Chemotherapy, radiation, and immunotherapy are some of our best weapons against cancer, but their effectiveness comes with a cost. From nausea and hair loss to debilitating fatigue, these treatments can exhaust and weaken cancer patients.
As Amir Jafri, the founder and chief executive officer of the immunotherapy biotechnology company Immunicom, watched family and friends endure the side effects of cancer treatments, he thought that there had to be a way to fight cancer while maintaining quality of life.
“How can you go about trying to help the patient fight this disease without destroying the patient?” Jafri asked. “You're arming them for battle, but you're destroying them with the weapons you're arming them with.”
Tumors often block the immune system from recognizing and eliminating cancer cells. As Jafri looked through the scientific literature for ways to potentially boost the immune system against cancers, he focused on tumor necrosis factor (TNF)-alpha, a cytokine produced by immune cells during inflammation which also has cancer-killing abilities (1). In response to TNF-alpha, many tumors secrete high levels of soluble TNF receptors (sTNFR) that capture circulating TNF-alpha and prevent it from killing cancer cells. Jafri wondered if there was a way to remove some of the sTNFR from the blood to give a person’s immune system a chance to attack the cancer.
“We can design molecules that can bind to these to these targets, but instead of deploying that molecule inside the patient — either through a vaccine or drug or an antibody or something — what if we use the same concept that dialysis does to remove toxins?” he asked.
By joining forces with the apheresis company Terumo Blood and Cell Technologies (BCT), the researchers at Immunicom developed an immunotherapy approach called “immunopheresis” where they filter out immunosuppressive sTNFR from the blood. This “subtractive” treatment gives patients’ immune systems the opportunity to target the cancer without the characteristic side effects of other cancer treatments.
This needed to be as targeted as a drug therapy without being a drug.
– Amir Jafri, Immunicom
When developing their approach, the Immunicom researchers’ first challenge was to design a column that captured only sTNFR from the blood. While many filters remove components based on size, the researchers wanted to decrease the levels of sTNFR and nothing else.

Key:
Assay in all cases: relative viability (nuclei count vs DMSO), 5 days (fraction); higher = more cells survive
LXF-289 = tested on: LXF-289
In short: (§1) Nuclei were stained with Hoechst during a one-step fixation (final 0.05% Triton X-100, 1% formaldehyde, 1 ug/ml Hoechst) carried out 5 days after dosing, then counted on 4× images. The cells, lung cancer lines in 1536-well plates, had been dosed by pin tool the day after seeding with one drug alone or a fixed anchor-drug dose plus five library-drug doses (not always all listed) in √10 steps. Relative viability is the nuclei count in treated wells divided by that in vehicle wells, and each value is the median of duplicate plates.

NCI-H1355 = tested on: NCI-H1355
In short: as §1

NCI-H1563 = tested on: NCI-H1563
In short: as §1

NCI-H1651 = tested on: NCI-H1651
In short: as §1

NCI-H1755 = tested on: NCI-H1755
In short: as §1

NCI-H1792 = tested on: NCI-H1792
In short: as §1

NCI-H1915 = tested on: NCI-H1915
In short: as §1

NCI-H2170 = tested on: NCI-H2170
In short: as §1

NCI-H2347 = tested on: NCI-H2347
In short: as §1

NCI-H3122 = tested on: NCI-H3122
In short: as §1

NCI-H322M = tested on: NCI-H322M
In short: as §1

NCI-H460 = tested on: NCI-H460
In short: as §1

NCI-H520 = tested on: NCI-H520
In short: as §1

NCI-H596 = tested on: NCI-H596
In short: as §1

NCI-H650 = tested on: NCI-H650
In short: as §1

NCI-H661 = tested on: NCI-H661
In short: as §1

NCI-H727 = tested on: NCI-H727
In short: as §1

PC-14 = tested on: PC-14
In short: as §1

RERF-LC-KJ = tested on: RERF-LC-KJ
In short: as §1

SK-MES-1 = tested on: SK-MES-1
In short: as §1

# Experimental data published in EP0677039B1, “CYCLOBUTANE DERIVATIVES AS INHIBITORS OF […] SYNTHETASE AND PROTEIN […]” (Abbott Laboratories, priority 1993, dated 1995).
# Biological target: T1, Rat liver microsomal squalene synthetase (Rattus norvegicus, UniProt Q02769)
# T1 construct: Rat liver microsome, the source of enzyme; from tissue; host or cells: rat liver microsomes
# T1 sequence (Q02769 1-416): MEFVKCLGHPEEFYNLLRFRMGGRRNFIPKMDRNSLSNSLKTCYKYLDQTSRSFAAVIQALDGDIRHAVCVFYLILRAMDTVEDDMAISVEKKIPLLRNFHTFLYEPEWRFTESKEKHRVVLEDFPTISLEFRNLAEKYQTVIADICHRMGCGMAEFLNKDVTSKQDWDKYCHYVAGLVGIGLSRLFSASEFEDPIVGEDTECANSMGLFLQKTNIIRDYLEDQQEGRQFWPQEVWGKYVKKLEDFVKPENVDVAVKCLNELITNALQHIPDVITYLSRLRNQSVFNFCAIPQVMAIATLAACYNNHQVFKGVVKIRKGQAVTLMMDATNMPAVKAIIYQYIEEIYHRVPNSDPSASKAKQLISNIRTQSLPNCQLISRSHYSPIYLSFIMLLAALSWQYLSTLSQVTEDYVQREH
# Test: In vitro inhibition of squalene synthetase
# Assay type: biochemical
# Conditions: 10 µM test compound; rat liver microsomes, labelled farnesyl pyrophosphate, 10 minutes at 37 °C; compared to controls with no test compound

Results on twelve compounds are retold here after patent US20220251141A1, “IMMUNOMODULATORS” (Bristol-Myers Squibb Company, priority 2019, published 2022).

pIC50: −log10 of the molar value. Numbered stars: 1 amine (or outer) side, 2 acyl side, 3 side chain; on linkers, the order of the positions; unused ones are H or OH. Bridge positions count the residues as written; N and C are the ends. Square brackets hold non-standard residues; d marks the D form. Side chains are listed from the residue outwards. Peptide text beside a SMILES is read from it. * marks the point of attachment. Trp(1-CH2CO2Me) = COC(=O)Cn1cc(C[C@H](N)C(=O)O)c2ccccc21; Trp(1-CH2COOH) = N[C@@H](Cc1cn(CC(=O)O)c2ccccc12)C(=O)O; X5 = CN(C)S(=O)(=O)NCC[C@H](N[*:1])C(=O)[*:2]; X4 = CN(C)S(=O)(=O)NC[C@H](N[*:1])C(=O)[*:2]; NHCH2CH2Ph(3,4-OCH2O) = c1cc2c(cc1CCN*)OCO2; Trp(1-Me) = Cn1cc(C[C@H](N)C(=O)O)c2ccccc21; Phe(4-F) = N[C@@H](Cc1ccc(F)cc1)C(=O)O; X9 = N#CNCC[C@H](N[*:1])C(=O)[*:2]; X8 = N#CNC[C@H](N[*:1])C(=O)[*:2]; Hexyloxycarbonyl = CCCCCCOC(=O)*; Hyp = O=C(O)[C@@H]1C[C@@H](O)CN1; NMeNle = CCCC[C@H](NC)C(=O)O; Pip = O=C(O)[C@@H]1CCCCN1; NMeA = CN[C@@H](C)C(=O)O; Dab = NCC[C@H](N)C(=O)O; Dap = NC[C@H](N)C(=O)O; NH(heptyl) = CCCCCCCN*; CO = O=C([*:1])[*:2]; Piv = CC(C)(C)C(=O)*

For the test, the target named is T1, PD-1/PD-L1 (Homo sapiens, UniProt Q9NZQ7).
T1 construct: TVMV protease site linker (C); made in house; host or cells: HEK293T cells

“This needed to be as targeted as a drug therapy without being a drug,” said Jafri. “It's got to be something where there are binding sites exposed with the molecule, and it's got to be fluid, in the sense that the blood and plasma can go through it.”
They ended up designing a column with small peptides that mimicked the natural sTNFR binding sites. After multiple iterations and years of development, the team had a column called the LW-02 cartridge that they could manufacture at scale.
With their filter at the ready, the Immunicom team turned to their partners at Terumo BCT for their apheresis expertise. Apheresis separates blood into its different components such as white blood cells, platelets, red blood cells, and plasma. Clinicians often use apheresis to collect therapeutic cells, like stem cells, from the blood. After the necessary components are removed from the blood, the apheresis machine returns the blood back to the patient.
Based on their preclinical studies, the Immunicom researchers found that they could significantly lower the levels of circulating sTNFR in a cancer patient’s blood for 48 hours by running two plasma volumes of their blood through Terumo BCT’s Spectra Optia® apheresis machine. On the outside, the immunopheresis treatment process looks similar to the traditional infusion therapy set up used for chemotherapy. The patient arrives at an outpatient clinic, sits in an infusion chair, and gets hooked up to the apheresis machine with Immunicom’s LW-02 column. Instead of receiving an infusion therapy, the patient’s blood is filtered by the immunopheresis process, which takes about an hour and a half to two hours to complete.